Biohacking with Naturally Grown Jerusalem Artichokes

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Along with the regular white sweet potatoes, which I told you about on Monday,

Harvesting White Sweet Potatoes and Making a Purple Sweet Potato Pie


I harvested some Jerusalem artichokes.

Jerusalem artichokes are another plant in my garden that grow almost wildly.

When I harvest them in winter, I usually leave some in the ground, and they sprout in the spring.

I do the weeding once or twice but soon Jerusalem artichokes grow taller than the weeds and I don’t need to support them so much after that.

I don’t apply any fertilizers to them, so basically they grow on their own.

Although I practice a kind of natural farming, I do apply fertilizers to some plants such as onions. It changes depending on the plant.

When I say fertilizers, of course, I am talking about organic ones and plant-based ones, not chicken manures and anything like that.

For strong plants such as Jerusalem artichokes, I don’t apply any.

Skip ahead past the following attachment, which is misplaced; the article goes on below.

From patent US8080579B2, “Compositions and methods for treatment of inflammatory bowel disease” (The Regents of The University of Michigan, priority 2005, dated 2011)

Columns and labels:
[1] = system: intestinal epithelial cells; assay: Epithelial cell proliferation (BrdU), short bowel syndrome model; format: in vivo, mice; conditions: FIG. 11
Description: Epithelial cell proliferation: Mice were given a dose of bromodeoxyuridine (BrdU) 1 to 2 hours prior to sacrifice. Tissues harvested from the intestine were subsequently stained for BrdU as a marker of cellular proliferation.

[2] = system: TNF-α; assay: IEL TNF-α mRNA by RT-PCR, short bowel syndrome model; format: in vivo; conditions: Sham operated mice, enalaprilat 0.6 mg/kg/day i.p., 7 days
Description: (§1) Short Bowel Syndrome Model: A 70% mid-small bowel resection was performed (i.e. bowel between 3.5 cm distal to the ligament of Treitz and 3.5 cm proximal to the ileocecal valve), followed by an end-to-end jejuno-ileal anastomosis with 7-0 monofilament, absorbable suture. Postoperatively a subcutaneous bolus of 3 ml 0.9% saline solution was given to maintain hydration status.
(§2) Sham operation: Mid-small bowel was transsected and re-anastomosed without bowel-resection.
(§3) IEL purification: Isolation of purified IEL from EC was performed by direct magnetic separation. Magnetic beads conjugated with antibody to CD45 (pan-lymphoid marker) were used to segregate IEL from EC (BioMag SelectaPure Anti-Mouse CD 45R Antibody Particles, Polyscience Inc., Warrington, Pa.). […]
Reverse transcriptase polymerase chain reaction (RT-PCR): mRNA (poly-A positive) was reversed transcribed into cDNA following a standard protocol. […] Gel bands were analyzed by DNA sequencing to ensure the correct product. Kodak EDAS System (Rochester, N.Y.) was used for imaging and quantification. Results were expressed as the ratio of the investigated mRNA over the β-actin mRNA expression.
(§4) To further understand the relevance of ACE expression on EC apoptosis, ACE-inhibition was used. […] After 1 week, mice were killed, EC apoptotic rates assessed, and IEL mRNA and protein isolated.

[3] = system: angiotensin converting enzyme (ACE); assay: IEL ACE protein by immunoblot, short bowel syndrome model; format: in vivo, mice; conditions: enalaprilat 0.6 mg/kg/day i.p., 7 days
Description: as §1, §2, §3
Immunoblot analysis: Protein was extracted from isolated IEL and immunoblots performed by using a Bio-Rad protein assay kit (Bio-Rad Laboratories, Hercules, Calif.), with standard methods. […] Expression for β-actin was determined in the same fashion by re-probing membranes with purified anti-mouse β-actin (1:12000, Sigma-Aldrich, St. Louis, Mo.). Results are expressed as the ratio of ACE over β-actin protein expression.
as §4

Jerusalem artichokes are considered to be one of the most powerful superfoods with plenty of health benefits; they can help you fight cravings, they contain a lot of vitamin B, C, and D, they support your muscles, they help protect cells from free radicals, and they support your gut.

And when you grow them naturally, without fertilizers and much human intervention, they become even more powerful.

David Sinclair talks about how some plants that grow in severe environments become nutritionally dense. It is like animals and humans, adversity makes them strong.

Although it is ideal to grow everything with the natural farming method, it isn’t always easy for some plants. However, in the case of  Jerusalem artichokes, you can.

So, you want to take advantage of this nature of Jerusalem artichokes and grow them wildly. You will have a good companion during the winter months when your immune system becomes weak.



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